We live several hundred miles away. I told him that just wasn’t possible, could they please put it together and deliver it for us? The funeral was less than 20 hours away. He told me he would call the owner and call me back. Disheartened, I assumed we would hear again that there was nothing he could do, if he even bothered to call me back. It truly seemed hopeless; there would be no way we could contribute to the Service at this point. To my great surprise, he called back 15 minutes later, and in excitement told me he had found something that just might work! It was nothing like a funeral spray though. It was a simple pot, but they could deliver it, and work some red, white and blue into it to display the patriotism of Luke’s comrade and friend. The funeral service was just 5 minutes from that shop, so a delivery was no problem! We were beyond grateful and gave him our credit card information, but to this day, we don’t exactly know what that kind Angel chose to deliver on our behalf.
A couple months went by, and we heard from a mutual friend that the Mother of our friend who passed away wanted to get in touch with us. We were a little surprised because the outpouring of support she received after her son’s death was immense. He was so well loved and the Long Gray Line had really stepped forward to honor him properly with far more important people than us. A few days ago, we received a hand written thank you note with her name monogrammed on the front, and I opened it, grateful that she thought enough of us to write, but mostly expecting a form letter-type of thank you in light of this unthinkably difficult time. Instead, we received a true outpouring from her heart of her thoughts, feelings and emotions covering the front and back of the card; an expression of true gratitude for our particular social media post, which had a video of her son that I had saved leading up to our wedding. Through that video, she was able to see and hear him one last time. Also, the simple pot we sent has graced her patio all summer as a reminder of her son. I was floored with this heartfelt thank you, and I learned once again the importance of small kindnesses. What if that shop assistant hadn’t been willing to help me? What if that florist just said “No” which was well within her rights on a Sunday with no stock at all? I am so grateful that they went the extra mile for us that day, in a way that meant so much to his family. This is such a classic example of the goodness that can be found in people’s hearts, that I couldn’t help but share. You never know how your words or actions can indelibly impact another’s life.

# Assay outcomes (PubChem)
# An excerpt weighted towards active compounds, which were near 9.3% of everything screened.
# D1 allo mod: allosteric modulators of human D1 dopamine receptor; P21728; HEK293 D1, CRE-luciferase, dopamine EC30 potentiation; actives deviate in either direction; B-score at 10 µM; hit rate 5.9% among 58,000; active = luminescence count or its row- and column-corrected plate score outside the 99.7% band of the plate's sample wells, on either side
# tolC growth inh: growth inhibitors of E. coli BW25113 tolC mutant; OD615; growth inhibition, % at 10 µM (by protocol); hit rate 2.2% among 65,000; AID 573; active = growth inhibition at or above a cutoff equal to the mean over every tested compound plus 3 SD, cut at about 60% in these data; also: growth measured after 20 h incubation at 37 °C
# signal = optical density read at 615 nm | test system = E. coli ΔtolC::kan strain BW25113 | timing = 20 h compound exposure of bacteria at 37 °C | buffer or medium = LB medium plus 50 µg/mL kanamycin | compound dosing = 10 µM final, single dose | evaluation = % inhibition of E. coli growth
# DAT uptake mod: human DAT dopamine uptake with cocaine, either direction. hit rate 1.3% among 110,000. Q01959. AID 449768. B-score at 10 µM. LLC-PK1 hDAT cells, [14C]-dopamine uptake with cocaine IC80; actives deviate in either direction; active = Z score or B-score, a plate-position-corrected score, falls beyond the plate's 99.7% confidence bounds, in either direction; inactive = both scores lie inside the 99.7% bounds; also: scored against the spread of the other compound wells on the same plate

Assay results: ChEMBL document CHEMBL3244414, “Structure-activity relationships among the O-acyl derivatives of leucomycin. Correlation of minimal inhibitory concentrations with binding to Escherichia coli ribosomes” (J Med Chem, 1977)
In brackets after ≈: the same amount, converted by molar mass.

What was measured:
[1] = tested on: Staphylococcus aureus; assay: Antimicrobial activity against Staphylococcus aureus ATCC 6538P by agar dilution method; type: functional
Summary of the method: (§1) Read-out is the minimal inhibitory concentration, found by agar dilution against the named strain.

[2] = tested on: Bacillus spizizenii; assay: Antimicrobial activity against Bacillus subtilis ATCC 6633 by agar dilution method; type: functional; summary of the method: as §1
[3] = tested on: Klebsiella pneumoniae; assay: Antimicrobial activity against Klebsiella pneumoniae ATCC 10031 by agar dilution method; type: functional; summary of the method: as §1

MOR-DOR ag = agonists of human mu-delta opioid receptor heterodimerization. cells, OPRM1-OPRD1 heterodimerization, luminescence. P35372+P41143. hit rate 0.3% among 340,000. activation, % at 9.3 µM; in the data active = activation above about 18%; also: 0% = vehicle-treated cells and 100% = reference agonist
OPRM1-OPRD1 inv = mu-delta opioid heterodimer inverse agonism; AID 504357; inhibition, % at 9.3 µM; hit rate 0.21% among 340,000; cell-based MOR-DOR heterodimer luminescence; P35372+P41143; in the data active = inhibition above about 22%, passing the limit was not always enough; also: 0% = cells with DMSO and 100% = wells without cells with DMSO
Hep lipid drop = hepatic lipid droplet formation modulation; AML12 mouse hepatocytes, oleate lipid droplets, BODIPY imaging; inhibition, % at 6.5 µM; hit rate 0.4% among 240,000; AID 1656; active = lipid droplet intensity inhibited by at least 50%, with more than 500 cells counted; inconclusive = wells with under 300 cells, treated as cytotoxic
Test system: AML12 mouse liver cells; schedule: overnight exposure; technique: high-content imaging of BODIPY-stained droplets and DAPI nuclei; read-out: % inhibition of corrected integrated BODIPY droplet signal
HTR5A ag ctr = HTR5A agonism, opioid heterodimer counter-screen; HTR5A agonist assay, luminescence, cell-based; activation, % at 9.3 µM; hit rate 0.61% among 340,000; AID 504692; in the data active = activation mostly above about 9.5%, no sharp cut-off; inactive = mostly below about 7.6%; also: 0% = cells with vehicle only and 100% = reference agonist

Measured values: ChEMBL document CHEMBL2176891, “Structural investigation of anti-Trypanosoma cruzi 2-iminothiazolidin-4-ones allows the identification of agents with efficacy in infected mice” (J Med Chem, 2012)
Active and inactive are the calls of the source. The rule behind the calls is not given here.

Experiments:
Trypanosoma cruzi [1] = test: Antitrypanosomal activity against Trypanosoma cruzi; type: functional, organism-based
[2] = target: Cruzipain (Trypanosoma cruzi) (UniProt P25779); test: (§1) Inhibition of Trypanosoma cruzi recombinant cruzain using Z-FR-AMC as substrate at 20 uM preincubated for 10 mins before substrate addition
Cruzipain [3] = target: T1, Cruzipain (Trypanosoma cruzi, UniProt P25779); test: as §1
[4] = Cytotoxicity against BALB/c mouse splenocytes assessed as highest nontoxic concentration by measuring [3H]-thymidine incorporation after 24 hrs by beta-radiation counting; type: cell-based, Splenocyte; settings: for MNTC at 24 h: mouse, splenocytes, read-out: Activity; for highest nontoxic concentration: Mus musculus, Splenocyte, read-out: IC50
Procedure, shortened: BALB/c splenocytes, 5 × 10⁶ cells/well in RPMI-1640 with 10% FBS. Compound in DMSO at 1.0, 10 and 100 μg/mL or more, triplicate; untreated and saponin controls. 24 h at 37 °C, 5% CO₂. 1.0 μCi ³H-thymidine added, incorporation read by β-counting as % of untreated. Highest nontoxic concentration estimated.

In our lives, I firmly believe that God loves us and wants the very best for us as His children. But often, just like in the garden, pruning is necessary for us to become the best versions of ourselves, for us to be the people God intends for us to be. If everything was easy, if no weeds threatened to grow over the rose bushes, if no winter storms loomed to destroy the flowers with frost bite, if no droughts threatened to starve them of nourishment, the plants would not need the Gardener.
“Every branch in Me that does not bear fruit, He takes away; and every branch that bears fruit, He prunes it so that it may bear more fruit.” John 15:2.